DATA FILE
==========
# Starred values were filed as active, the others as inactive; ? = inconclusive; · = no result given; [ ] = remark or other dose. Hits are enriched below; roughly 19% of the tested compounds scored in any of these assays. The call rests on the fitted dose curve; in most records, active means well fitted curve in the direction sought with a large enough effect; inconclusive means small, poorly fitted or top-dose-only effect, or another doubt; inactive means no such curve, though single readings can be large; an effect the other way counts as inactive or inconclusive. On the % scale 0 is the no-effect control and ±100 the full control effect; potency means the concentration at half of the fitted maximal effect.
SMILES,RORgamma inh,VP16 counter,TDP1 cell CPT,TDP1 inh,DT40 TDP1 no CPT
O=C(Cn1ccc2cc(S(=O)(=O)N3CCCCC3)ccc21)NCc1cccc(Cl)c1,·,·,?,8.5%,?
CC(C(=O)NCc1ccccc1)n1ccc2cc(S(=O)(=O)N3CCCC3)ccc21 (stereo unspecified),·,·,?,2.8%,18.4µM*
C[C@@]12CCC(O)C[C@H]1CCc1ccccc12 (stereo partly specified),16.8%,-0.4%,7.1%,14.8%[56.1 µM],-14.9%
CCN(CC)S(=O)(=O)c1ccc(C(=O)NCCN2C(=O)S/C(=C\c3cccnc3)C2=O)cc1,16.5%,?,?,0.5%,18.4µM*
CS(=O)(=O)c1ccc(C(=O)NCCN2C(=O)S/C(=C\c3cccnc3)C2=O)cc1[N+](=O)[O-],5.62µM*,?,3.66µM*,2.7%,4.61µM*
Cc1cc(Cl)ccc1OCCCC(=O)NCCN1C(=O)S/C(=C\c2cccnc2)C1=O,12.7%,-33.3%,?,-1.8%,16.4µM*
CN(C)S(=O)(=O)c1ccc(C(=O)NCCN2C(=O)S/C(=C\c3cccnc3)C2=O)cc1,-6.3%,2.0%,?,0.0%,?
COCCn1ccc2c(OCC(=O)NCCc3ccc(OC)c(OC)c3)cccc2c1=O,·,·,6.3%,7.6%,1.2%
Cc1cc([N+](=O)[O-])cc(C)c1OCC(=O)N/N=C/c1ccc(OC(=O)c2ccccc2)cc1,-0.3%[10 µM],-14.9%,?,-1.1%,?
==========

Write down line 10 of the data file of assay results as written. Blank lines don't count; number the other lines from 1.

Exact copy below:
COCCn1ccc2c(OCC(=O)NCCc3ccc(OC)c(OC)c3)cccc2c1=O,·,·,6.3%,7.6%,1.2%